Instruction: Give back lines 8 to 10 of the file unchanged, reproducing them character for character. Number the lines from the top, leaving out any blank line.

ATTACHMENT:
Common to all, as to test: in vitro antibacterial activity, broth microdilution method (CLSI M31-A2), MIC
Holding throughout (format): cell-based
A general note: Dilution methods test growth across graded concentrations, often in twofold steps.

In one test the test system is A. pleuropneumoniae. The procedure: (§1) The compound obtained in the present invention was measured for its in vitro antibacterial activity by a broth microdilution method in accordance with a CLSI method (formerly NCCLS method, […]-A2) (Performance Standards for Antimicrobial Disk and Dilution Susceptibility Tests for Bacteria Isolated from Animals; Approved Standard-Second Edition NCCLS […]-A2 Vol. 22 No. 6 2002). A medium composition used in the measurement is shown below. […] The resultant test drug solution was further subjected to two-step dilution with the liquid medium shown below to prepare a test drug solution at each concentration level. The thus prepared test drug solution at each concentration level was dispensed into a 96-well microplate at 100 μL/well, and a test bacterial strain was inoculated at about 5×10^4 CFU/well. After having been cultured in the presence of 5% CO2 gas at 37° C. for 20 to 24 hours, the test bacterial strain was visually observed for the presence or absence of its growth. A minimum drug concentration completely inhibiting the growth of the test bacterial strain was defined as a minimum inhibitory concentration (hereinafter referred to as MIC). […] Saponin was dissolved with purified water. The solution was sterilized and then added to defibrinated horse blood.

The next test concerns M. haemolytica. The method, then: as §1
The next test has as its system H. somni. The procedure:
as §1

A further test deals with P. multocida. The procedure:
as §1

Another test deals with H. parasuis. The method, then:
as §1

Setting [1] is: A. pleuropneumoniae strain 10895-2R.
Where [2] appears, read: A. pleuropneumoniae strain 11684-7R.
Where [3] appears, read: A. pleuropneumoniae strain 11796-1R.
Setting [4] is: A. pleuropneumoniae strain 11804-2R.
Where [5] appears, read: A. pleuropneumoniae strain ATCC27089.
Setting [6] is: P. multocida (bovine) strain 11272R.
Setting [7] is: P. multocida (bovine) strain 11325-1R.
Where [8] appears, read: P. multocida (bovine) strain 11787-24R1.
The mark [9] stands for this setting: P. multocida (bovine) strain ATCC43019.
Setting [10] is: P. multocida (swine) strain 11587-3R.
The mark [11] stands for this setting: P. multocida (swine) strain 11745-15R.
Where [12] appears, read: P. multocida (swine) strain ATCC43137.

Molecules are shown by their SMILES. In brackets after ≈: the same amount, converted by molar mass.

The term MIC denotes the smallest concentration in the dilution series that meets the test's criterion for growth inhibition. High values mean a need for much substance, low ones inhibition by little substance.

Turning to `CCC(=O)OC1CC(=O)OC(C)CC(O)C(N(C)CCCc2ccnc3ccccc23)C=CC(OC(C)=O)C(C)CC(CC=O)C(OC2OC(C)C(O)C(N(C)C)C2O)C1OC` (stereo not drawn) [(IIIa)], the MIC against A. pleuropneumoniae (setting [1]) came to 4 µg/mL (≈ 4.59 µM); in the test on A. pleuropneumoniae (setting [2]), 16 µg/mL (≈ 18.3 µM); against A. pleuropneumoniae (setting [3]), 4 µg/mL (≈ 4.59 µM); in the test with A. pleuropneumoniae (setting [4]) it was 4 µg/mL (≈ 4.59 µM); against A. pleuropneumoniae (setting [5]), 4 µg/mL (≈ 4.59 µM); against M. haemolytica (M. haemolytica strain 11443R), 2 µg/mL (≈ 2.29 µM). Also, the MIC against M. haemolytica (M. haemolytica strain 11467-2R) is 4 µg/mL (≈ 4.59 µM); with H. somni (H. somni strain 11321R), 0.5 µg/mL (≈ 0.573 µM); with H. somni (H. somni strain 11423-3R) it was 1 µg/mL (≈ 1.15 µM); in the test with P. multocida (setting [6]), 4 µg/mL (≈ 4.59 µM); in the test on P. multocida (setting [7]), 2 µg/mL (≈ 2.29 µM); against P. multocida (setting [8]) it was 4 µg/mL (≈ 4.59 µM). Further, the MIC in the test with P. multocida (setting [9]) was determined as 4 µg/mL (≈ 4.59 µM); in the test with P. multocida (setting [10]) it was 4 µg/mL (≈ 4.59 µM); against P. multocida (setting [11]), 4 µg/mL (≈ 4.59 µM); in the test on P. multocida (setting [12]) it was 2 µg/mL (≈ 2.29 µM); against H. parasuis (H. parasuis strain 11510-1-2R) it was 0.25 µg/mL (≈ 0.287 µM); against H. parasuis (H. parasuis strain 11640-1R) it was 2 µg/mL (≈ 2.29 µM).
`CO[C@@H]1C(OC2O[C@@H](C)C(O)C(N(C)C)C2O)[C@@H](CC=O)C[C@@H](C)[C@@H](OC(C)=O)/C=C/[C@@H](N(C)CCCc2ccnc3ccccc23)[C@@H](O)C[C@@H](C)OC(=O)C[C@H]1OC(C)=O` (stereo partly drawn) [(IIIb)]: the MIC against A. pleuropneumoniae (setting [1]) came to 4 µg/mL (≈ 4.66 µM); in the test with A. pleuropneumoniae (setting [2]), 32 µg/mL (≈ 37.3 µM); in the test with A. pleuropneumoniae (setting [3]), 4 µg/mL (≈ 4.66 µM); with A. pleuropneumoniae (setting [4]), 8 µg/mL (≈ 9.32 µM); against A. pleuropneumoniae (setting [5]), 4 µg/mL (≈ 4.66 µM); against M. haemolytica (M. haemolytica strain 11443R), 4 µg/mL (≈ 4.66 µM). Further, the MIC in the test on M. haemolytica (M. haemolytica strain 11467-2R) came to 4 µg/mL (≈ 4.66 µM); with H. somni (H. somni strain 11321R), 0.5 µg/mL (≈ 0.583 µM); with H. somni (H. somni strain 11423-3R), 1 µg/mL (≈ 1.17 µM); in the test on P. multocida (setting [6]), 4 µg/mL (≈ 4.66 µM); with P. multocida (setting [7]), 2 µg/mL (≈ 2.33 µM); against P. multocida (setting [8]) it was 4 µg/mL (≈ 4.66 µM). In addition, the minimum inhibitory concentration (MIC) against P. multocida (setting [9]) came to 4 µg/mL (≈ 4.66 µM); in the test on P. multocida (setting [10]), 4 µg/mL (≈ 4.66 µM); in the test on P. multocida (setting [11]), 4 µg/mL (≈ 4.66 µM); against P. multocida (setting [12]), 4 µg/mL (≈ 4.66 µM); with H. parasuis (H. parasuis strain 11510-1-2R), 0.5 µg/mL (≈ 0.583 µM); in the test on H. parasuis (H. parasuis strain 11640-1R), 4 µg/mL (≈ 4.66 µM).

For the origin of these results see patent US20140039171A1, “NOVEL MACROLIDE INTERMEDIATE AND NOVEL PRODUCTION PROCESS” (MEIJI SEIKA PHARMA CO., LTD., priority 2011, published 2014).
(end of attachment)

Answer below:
A further test deals with P. multocida. The procedure:
as §1

Another test deals with H. parasuis. The method, then: